Greta Thunberg Rejects Environmental Award


Bonnie Chen, Staff Writer

The 16-year-old climate activist Greta Thunberg, well-known for her weekly climate strikes and actions as an environmental advocate, was awarded the Nordic Council Environmental Prize on Oct. 29. She declined this major environmental award. 

Thunberg has been advocating for politicians to notice the real problem climate change for a year now. Her touching and emotional speeches and her ways of protests have definitely caused an increase of awareness on this topic. 

Every year, the Nordic Council presents five awards: literature, youth, film, music, and the environment. Each of the prizes, according to NBC News, are worth 350,000 Danish kroner, which is around US$52,000. The environmental prize is the oldest award of all, as well as the most important and respected prize in the Nordic Region. This award is designed for people who display “exemplary efforts to integrate respect for nature and the environment,” according to the Nordic Council.

As she was traveling in California, two activists from FridayForFuture, a movement started by Thunberg, spoke on her behalf and delivered her message through a broadcasted live stream in Sweden.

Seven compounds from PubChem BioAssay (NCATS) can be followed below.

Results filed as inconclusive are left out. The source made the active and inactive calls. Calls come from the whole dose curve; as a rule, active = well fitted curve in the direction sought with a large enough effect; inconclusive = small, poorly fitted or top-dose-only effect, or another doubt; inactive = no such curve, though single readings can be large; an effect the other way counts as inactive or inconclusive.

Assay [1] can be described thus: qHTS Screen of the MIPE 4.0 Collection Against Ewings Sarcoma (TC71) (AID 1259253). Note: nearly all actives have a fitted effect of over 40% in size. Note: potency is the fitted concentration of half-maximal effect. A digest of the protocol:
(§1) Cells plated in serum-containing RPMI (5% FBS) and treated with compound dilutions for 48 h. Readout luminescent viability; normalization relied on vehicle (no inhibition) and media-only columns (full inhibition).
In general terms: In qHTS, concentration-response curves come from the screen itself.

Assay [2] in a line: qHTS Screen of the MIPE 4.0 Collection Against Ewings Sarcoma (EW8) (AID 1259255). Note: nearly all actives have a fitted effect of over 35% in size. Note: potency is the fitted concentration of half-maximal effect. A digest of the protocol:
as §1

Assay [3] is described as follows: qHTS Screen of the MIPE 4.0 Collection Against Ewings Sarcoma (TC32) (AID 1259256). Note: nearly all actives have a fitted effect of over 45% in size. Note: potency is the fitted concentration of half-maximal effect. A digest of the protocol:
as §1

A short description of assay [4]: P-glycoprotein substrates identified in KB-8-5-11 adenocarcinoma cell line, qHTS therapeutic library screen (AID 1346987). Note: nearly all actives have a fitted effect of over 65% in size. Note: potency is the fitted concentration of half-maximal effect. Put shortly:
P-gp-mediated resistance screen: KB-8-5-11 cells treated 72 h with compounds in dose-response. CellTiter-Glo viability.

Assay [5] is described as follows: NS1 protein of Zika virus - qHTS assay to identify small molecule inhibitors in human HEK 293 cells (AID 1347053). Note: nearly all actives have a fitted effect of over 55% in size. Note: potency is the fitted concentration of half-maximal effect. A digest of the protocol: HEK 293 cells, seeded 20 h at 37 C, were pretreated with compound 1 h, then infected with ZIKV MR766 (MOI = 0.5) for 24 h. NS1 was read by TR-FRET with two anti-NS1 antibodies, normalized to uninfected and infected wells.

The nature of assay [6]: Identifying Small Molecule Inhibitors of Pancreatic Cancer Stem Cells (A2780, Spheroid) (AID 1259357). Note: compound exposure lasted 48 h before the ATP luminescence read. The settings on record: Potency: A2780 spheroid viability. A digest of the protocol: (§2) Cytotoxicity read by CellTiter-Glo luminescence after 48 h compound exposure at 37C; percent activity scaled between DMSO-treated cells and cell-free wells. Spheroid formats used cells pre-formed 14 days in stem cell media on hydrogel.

Although she is greatly honored, Thunberg believed that “the climate movement does not need any more awards.” Instead, Thunberg stated once again that politicians and other people in powerful positions should “start to listen to the current, best available science.” With her strong opinions and point of view, Thunberg demands action on global warming right now.

In fact, FridaysForFuture movements obtain this purpose. These school strikes are a way to push politicians so they could take several steps towards the serious issue. Initially started with Thunberg herself, the strike has now scheduled over 2,500 cases and in 150 different countries. This will undoubtedly become the greatest movement of climate change by far. 

“Change is coming, whether you like it or not,” said Thunberg in her speech at the UN. According to scientists from all over the world, climate change is a real thing-a serious one. No matter how hard politicians try to cover it up, there is no way to deny that our Earth isn’t getting warmer and warmer by day.    

Photo courtesy of CBC.BB